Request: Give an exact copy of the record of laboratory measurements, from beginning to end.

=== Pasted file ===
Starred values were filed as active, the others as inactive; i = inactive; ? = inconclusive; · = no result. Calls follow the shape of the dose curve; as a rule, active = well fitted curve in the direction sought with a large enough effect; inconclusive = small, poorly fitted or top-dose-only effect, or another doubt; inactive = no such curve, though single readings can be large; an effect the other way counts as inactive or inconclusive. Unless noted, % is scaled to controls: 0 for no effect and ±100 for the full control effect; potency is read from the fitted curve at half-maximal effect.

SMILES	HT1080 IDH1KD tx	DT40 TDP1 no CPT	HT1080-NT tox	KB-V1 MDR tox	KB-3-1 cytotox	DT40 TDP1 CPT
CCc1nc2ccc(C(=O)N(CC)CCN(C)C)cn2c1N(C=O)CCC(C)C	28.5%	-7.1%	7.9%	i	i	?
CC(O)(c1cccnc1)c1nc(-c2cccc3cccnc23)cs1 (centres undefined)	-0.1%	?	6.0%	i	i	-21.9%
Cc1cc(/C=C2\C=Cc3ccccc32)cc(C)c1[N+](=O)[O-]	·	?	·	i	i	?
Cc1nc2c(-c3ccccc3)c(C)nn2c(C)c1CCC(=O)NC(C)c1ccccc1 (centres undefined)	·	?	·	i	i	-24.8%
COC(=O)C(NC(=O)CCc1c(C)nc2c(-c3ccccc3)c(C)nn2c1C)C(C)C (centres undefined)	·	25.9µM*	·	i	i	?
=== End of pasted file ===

Starred values were filed as active, the others as inactive; i = inactive; ? = inconclusive; · = no result. Calls follow the shape of the dose curve; as a rule, active = well fitted curve in the direction sought with a large enough effect; inconclusive = small, poorly fitted or top-dose-only effect, or another doubt; inactive = no such curve, though single readings can be large; an effect the other way counts as inactive or inconclusive. Unless noted, % is scaled to controls: 0 for no effect and ±100 for the full control effect; potency is read from the fitted curve at half-maximal effect.

SMILES	HT1080 IDH1KD tx	DT40 TDP1 no CPT	HT1080-NT tox	KB-V1 MDR tox	KB-3-1 cytotox	DT40 TDP1 CPT
CCc1nc2ccc(C(=O)N(CC)CCN(C)C)cn2c1N(C=O)CCC(C)C	28.5%	-7.1%	7.9%	i	i	?
CC(O)(c1cccnc1)c1nc(-c2cccc3cccnc23)cs1 (centres undefined)	-0.1%	?	6.0%	i	i	-21.9%
Cc1cc(/C=C2\C=Cc3ccccc32)cc(C)c1[N+](=O)[O-]	·	?	·	i	i	?
Cc1nc2c(-c3ccccc3)c(C)nn2c(C)c1CCC(=O)NC(C)c1ccccc1 (centres undefined)	·	?	·	i	i	-24.8%
COC(=O)C(NC(=O)CCc1c(C)nc2c(-c3ccccc3)c(C)nn2c1C)C(C)C (centres undefined)	·	25.9µM*	·	i	i	?